Karen Carney has been appointed to lead a review of women’s football in England.
The aim of the review is to ensure the sustained growth of women’s football at elite and grassroots levels and to build on the Lionesses’ success in winning the European Championship earlier this summer.
Carney, who has 144 caps for England and represented Britain at the 2012 Olympics, will chair a series of group meetings with industry experts.
The review will consider the potential audience reach and growth of women’s football, examining its financial health and support for its commercialization.
It will also look at the structure of women’s football, including affiliation with men’s teams and prize money.
Carney said: “Over the past few years, the game has grown significantly and at a rapid pace.
“Obviously this is an exciting time, but there is an urgent need to ensure processes and structures are in place to protect the interests of the game and the people who work in it.
“I have always said that in order for the sport to be lastingly successful, it must be built on a solid foundation.
“For me, this is a pivotal time for the sport and this review will be the focus.
“We need to capitalize on these strong moments and look back on 2022 as a year where we made great strides in growing the game.”
The Football Association will issue a call for evidence in the coming weeks. Carney is being assisted in gathering evidence by senior officials from the Department for Digital, Culture, Media and Sport (DCMS) and the FA.
A full report is expected to be released early next year, after which the government will issue a formal response.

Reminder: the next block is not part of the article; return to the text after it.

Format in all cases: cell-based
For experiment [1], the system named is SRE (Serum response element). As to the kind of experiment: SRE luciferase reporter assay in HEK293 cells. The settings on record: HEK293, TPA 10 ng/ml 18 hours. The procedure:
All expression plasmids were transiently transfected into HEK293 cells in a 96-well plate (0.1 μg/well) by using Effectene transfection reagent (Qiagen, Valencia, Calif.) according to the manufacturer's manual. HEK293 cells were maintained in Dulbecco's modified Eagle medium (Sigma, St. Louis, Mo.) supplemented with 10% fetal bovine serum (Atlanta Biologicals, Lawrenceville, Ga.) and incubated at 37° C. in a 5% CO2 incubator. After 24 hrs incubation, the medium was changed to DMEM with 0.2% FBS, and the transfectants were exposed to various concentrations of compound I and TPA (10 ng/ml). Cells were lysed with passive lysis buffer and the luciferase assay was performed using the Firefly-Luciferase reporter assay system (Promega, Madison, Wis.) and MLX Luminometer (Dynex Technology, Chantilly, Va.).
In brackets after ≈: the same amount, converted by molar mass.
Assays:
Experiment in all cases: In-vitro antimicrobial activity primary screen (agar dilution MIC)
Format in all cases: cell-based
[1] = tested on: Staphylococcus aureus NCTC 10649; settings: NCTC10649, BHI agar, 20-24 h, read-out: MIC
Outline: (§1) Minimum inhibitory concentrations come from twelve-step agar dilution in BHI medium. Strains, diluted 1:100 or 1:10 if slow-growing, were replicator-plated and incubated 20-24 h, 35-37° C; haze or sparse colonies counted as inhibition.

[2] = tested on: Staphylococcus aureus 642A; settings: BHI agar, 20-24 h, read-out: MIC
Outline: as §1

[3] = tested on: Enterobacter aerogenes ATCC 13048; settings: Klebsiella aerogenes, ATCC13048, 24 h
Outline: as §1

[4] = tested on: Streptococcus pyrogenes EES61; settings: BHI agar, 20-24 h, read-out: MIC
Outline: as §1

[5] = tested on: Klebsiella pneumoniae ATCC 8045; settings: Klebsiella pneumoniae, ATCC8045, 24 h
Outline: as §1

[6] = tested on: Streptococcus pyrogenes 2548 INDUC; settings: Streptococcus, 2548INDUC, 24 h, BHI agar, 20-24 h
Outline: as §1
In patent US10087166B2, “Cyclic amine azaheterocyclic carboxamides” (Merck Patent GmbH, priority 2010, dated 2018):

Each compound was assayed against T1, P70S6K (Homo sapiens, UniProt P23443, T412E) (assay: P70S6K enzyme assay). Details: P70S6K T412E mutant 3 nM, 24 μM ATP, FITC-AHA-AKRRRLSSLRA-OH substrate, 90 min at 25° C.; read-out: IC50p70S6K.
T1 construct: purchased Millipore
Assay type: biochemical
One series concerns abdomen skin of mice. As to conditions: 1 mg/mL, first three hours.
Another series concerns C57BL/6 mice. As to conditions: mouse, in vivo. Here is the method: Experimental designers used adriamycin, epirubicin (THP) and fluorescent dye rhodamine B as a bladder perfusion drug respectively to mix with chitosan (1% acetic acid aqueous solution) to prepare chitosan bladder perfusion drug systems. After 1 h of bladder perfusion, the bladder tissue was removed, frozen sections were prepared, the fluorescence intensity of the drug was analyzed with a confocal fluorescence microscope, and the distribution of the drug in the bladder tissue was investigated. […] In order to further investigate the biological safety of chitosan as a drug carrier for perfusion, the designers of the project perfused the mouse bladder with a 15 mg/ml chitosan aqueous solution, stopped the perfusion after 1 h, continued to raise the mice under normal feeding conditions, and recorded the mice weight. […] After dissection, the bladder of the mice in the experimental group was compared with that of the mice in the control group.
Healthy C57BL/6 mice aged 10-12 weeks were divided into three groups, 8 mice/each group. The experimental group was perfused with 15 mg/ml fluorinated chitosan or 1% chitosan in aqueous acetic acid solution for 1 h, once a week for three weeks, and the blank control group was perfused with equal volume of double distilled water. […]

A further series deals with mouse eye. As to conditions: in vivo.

According to UEFA, the women’s European Championship in England was watched by 365 million viewers.
Secretary of State for Culture Nadine Dorries said: “The Lionesses’ spectacular performance shows just how far we’ve come at the top of women’s football.
“While it is right that we celebrate and reflect on this achievement, we must place the same emphasis on improving participation, employment opportunities, commercial investment and media visibility.
“We want to ensure that everyone can enjoy the benefits of team sport and that there is a robust infrastructure to sustain women’s and girls’ football for the future. A thorough review of the game will help ensure it’s long-term availability.”
Sport Secretary Nigel Huddleston told the PA news agency in July there was a “deliberate and conscious focus” on increasing girls’ participation in football, both inside and outside of school.
One of the goals of the FA’s four-year Inspiring Positive Change strategy is to ensure that by 2024 every child of primary school age should have the same access to sport as boys at school and in clubs.
The FA reported this year that only 63 per cent of schools offer girls’ football in physical education classes and that only 40 per cent of schools regularly offer girls football after school.
In primary school, 72 percent of schools offer it. In secondary school it is 44 percent.
A comprehensive review of women’s football was a recommendation of the fan-led review of football governance commissioned by the government in April last year following the formation and rapid collapse of the European Superliga.
https://www.independent.co.uk/sport/football/karen-carney-england-nadine-dorries-nigel-huddleston-great-britain-b2158779.html Karen Carney: Former England international set to lead review of women’s football